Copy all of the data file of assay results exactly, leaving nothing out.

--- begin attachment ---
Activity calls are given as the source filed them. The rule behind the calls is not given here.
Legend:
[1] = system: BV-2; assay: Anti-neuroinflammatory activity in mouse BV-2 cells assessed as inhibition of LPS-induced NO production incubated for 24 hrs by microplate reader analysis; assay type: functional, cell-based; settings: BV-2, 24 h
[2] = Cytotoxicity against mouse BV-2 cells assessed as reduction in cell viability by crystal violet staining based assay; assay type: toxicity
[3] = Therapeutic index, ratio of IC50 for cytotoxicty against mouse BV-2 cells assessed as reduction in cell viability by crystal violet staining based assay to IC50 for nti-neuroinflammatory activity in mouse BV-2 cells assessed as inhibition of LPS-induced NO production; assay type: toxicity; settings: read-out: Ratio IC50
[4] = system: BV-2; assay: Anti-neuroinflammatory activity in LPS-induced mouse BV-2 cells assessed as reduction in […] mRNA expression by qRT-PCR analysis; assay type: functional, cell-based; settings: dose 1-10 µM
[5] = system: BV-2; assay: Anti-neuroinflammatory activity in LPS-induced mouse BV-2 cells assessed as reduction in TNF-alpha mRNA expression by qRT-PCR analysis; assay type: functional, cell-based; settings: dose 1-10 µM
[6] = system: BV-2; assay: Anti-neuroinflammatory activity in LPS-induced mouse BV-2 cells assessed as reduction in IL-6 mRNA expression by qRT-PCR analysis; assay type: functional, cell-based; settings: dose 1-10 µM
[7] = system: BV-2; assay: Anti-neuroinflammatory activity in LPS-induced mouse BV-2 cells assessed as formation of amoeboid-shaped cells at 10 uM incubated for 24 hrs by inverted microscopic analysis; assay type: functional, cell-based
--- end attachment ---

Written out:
Activity calls are given as the source filed them. The rule behind the calls is not given here.
Legend:
[1] = system: BV-2; assay: Anti-neuroinflammatory activity in mouse BV-2 cells assessed as inhibition of LPS-induced NO production incubated for 24 hrs by microplate reader analysis; assay type: functional, cell-based; settings: BV-2, 24 h
[2] = Cytotoxicity against mouse BV-2 cells assessed as reduction in cell viability by crystal violet staining based assay; assay type: toxicity
[3] = Therapeutic index, ratio of IC50 for cytotoxicty against mouse BV-2 cells assessed as reduction in cell viability by crystal violet staining based assay to IC50 for nti-neuroinflammatory activity in mouse BV-2 cells assessed as inhibition of LPS-induced NO production; assay type: toxicity; settings: read-out: Ratio IC50
[4] = system: BV-2; assay: Anti-neuroinflammatory activity in LPS-induced mouse BV-2 cells assessed as reduction in […] mRNA expression by qRT-PCR analysis; assay type: functional, cell-based; settings: dose 1-10 µM
[5] = system: BV-2; assay: Anti-neuroinflammatory activity in LPS-induced mouse BV-2 cells assessed as reduction in TNF-alpha mRNA expression by qRT-PCR analysis; assay type: functional, cell-based; settings: dose 1-10 µM
[6] = system: BV-2; assay: Anti-neuroinflammatory activity in LPS-induced mouse BV-2 cells assessed as reduction in IL-6 mRNA expression by qRT-PCR analysis; assay type: functional, cell-based; settings: dose 1-10 µM
[7] = system: BV-2; assay: Anti-neuroinflammatory activity in LPS-induced mouse BV-2 cells assessed as formation of amoeboid-shaped cells at 10 uM incubated for 24 hrs by inverted microscopic analysis; assay type: functional, cell-based